According to Norwegian minister of fisheries Harald T Nesvik, the extensive resource of copepods that are found in northern waters, which are also a key part of the marine ecosystem, have now been studied sufficiently for this to become the basis of a commercial fishery with a 254,000 tonne quota for this year.
‘We now have enough knowledge to be able to open a sustainable harvest of copepods. This will facilitate new Norwegian industrial activity and new Norwegian jobs,’ Harald T. Nesvik said.
‘I have chosen to take a cautious approach to determining quotas, as copepods are a key element of the ecosystem, especially in coastal waters.’
He commented that this very large resource has so far been only marginally utilised, but the large biomass and the high protein and oil content mean that this has sufficient commercial potential for producing dietary supplements, food additives, cosmetics and feed for aquaculture.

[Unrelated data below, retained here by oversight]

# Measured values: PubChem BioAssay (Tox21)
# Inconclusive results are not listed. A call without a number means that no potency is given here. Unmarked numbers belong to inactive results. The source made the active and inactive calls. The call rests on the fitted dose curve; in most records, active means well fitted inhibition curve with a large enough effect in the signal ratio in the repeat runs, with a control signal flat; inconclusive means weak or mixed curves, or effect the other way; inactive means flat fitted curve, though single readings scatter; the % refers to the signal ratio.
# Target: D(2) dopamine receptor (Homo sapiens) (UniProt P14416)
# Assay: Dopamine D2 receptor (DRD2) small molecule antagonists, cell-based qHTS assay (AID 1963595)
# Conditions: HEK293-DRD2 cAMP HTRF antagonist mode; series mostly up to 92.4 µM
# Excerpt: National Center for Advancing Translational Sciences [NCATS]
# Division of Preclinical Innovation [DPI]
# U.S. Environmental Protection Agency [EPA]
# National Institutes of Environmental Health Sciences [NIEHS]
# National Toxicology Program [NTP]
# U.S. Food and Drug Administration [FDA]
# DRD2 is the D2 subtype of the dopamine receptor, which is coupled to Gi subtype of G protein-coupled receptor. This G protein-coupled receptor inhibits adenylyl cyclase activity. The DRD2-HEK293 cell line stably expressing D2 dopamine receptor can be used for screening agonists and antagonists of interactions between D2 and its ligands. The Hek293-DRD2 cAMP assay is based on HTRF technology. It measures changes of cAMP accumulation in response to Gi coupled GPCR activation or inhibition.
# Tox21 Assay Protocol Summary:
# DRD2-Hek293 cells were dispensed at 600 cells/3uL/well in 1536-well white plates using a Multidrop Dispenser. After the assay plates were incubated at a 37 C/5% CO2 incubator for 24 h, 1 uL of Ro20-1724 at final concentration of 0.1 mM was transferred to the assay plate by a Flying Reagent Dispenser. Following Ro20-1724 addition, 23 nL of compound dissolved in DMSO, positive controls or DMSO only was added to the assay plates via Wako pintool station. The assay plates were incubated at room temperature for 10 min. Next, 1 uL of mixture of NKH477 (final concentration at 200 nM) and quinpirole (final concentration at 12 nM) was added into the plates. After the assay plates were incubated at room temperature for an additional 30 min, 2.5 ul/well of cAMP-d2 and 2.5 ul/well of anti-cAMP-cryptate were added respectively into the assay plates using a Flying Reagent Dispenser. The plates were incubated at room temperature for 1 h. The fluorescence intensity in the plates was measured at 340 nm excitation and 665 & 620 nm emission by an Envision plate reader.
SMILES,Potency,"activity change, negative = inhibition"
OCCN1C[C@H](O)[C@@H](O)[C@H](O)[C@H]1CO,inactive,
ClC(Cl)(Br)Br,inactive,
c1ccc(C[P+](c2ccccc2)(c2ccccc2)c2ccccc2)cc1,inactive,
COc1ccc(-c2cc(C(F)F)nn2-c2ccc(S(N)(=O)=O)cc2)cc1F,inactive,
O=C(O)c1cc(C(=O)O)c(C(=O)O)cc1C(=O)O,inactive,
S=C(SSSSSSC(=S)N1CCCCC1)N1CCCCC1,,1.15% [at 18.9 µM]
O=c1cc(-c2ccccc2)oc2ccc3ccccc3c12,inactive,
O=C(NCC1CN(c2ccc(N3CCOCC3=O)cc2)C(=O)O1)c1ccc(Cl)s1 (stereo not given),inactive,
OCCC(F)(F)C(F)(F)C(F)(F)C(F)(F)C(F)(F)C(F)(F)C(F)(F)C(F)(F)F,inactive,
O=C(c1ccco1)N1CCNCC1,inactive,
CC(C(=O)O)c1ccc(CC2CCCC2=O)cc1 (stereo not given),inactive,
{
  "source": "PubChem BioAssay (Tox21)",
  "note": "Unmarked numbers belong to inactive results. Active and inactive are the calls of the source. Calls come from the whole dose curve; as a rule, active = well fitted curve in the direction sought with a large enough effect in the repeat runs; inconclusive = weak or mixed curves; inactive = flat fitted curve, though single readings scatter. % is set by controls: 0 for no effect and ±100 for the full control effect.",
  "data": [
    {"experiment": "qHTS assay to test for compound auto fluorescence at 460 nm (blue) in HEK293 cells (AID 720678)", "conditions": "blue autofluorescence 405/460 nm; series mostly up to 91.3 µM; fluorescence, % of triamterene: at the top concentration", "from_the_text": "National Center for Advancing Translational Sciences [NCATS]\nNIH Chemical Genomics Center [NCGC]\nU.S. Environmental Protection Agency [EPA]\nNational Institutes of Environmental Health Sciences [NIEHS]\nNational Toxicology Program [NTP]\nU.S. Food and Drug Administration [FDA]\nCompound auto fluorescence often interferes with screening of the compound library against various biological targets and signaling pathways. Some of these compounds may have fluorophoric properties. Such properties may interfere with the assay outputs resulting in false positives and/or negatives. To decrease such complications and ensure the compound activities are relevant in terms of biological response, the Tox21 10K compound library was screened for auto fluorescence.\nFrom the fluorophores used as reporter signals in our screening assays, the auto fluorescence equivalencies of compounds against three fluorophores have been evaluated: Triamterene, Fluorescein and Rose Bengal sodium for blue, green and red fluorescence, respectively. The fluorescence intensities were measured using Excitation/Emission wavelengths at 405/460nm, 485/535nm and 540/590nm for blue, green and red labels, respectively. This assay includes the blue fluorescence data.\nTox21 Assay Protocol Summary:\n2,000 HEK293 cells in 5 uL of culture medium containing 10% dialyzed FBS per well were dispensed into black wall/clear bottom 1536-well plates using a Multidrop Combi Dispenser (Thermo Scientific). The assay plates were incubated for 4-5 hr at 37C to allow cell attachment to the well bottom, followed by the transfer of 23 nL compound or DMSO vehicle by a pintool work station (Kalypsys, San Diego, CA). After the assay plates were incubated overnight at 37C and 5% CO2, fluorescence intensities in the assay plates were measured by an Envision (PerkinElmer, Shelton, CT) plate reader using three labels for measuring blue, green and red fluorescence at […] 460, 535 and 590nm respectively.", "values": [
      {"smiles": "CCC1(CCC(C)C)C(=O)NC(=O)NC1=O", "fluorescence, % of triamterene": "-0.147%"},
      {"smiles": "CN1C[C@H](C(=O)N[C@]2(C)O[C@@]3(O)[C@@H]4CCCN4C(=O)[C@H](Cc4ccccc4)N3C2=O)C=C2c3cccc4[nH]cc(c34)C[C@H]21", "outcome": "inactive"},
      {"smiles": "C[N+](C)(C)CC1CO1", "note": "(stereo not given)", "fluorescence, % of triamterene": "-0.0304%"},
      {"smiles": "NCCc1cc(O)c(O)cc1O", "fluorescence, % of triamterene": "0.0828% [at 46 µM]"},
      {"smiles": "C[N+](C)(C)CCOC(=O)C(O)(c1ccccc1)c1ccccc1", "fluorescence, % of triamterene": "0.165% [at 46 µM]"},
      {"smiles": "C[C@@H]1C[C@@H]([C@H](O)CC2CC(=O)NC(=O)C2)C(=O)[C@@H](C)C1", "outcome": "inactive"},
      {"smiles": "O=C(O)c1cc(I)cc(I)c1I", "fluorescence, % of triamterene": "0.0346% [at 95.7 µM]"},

‘One of our goals is that regulations should facilitate new thinking and innovation,’ he said, commenting that a number of licences will be made available within two categories, with a prerequisite that these companies incorporate processing either on board the harvesting vessel or ashore in Norway.
One Tromsø company, Calanus AS, has already been operating on copepods (Calanus finmarchicus) under a trial licence allowing extraction of 5000 tonnes of copepods in coastal waters up to 2022. This permit is unaffected by the licensing of commercial harvesting.
Under the regulations announced, no vessel quotas are set. Five licences are to be made available to vessels also involved in other fisheries, while another five are available to vessels restricted to operating solely on copepods. Area restrictions are also in place, although fishing for copepods can take place over a wide area of the Norwegian EEZ and international waters.